Shoppers enjoy themselves in Nanjing Road Pedestrian Street, the busiest commercial tourist spot in Shanghai, China, May 5, 2023.
CFOTO | Edition of the future | Getty Images
Analysts are bullish on China’s big tech companies, even as the recovery appears uneven between the companies and their latest earnings.
While the search engine giant Baidu beat revenue and profit estimates for the first quarter of 2023 and Tencent returned to growth after consecutive negative and stable quarters, Ali Baba missed first-quarter earnings expectations and its Hong Kong-listed shares fell nearly 5% on Friday.
“Baidu, Alibaba, Tencent reported – most revenue was a beat,” Ronald Keung, head of Asia internet research at Goldman Sachs, told CNBC’s “Street Signs Asia” on Friday.
Alibaba missed analysts’ revenue estimates, but revenue rose 2% year-on-year to 208.2 billion Chinese yuan ($29.6 billion).
The tech giant’s domestic commerce unit fell 3% in the first quarter, while cloud business fell 2%, underscoring fears that a rebound in Chinese consumer spending may not be as stronger than expected.
Noting the drop in Alibaba shares, Jiong Shao, an analyst at Barclays, said on Friday, ahead of the weekend’s Group of Seven summit: “I think there have been geopolitical concerns… Investors are s are worried about some sort of sanction against China and against Chinese companies.”
G-7 leaders were in Hiroshima, Japan over the weekend to discuss global and regional issues, including challenges posed by China’s policies and practices.
In a joint statement, G-7 leaders acknowledged the need to reduce risk and diversify from China, not decouple. They stressed the need to “address the challenges posed by China’s policies and practices” and to “counter malicious practices, such as illegitimate technology transfer or data disclosure”.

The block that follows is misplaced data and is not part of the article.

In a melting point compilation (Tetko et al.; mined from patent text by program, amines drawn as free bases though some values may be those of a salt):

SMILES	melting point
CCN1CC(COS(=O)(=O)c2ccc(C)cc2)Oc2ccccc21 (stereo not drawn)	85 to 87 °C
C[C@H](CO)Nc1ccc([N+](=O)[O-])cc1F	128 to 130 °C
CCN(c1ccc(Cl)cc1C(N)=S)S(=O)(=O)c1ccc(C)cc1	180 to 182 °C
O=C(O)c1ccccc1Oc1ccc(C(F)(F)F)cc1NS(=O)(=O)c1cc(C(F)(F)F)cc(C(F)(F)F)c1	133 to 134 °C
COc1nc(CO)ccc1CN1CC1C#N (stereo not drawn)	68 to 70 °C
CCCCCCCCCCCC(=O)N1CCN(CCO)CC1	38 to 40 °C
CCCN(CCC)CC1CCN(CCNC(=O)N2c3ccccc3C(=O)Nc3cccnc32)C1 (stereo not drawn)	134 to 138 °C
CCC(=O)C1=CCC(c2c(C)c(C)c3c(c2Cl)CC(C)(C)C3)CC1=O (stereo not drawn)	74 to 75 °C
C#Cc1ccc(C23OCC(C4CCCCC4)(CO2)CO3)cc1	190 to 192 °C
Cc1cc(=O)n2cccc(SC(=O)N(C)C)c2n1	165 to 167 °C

But analysts expressed optimism when Alibaba announced plans to spun off its cloud business into a separate publicly traded company, as well as listing its logistics and grocery divisions during the tech giant’s earnings call on Thursday.
Shawn Yang of the Blue Lotus Research Institute said in a report that the company is “positive about the effect of separate listing and disclosure of multiple business units”.
Wedbush Securities analyst Dan Ives told CNBC that Alibaba’s plan to spin off its Cloud unit was “an obvious strategic move that we believe adds to the coin valuation sum on Baba. and a “step in the right direction for Alibaba’s history”. “
The regulatory environment for Internet companies appears to be easing, and we see Alibaba as the main beneficiary as China’s proxy.
Alibaba Cloud, the computing unit behind tech firm Tongyi Qianwen’s ChatGPT-style product, is “really the crown jewel”, said Shao, who noted that artificial intelligence has the ability to change the way which people do things and even humanity.
“Alibaba Cloud’s value could easily be north of around $100 billion in two or three years,” Shao said.
Baidu, Tencent and Alibaba attributed their financial results to the domestic recovery after China’s aggressive zero Covid policy ended in December – ending strict lockdowns and quarantine measures.
During the company’s first quarter results presentation on Thursday, Daniel Zhang, Chairman and CEO of Alibaba Group, said: “As Covid-19 cases declined after the Chinese New Year, business and social activities are gradually recovering in China. This change has impacted some of our businesses to varying degrees.
Tencent Chairman and CEO Pony Ma said the company had returned to double-digit revenue growth as payment volumes and ad spend across most categories benefited from the recovery in consumer spending in China.
Advertising is doing very well, Barclay’s Shao said, noting that both Tencent and Baidu said their advertising business saw double-digit year-over-year growth.
The latest official data showed China’s economy grew faster than expected by 4.5% year-on-year in the three months to March.
E-commerce is recovering, but not as fast as the market hopes, Keung and Shao said.
“I think the e-commerce numbers are showing some of the recovery on a one-year basis and on a two-year basis we’re seeing signs of a gradual recovery in that consumption,” Keung said.
“Travel was strong and merchandise started to really pick up in March along with apparel.”
Keung said they “expect attractive prices to drive demand during the 618 shopping festival.” The 618 Shopping Festival, which takes place on June 18, is one of the most important shopping festivals in China.